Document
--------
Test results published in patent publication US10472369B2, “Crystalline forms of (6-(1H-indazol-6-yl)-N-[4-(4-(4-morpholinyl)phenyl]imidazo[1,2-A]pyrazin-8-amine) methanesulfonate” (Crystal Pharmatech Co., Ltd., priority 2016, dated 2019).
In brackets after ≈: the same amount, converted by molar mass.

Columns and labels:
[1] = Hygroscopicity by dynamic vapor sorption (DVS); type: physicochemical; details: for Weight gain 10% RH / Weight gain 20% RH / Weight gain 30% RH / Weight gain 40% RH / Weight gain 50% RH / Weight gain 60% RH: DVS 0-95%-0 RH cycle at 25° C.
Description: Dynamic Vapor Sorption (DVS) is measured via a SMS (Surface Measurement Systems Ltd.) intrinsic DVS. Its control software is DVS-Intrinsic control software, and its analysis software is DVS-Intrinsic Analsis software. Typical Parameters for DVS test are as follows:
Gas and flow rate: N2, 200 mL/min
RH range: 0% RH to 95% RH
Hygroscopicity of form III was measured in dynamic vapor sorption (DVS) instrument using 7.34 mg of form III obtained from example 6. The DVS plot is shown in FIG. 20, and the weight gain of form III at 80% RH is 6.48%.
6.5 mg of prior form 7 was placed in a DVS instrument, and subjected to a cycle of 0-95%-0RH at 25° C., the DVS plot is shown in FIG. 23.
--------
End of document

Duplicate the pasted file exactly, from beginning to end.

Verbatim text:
Test results published in patent publication US10472369B2, “Crystalline forms of (6-(1H-indazol-6-yl)-N-[4-(4-(4-morpholinyl)phenyl]imidazo[1,2-A]pyrazin-8-amine) methanesulfonate” (Crystal Pharmatech Co., Ltd., priority 2016, dated 2019).
In brackets after ≈: the same amount, converted by molar mass.

Columns and labels:
[1] = Hygroscopicity by dynamic vapor sorption (DVS); type: physicochemical; details: for Weight gain 10% RH / Weight gain 20% RH / Weight gain 30% RH / Weight gain 40% RH / Weight gain 50% RH / Weight gain 60% RH: DVS 0-95%-0 RH cycle at 25° C.
Description: Dynamic Vapor Sorption (DVS) is measured via a SMS (Surface Measurement Systems Ltd.) intrinsic DVS. Its control software is DVS-Intrinsic control software, and its analysis software is DVS-Intrinsic Analsis software. Typical Parameters for DVS test are as follows:
Gas and flow rate: N2, 200 mL/min
RH range: 0% RH to 95% RH
Hygroscopicity of form III was measured in dynamic vapor sorption (DVS) instrument using 7.34 mg of form III obtained from example 6. The DVS plot is shown in FIG. 20, and the weight gain of form III at 80% RH is 6.48%.
6.5 mg of prior form 7 was placed in a DVS instrument, and subjected to a cycle of 0-95%-0RH at 25° C., the DVS plot is shown in FIG. 23.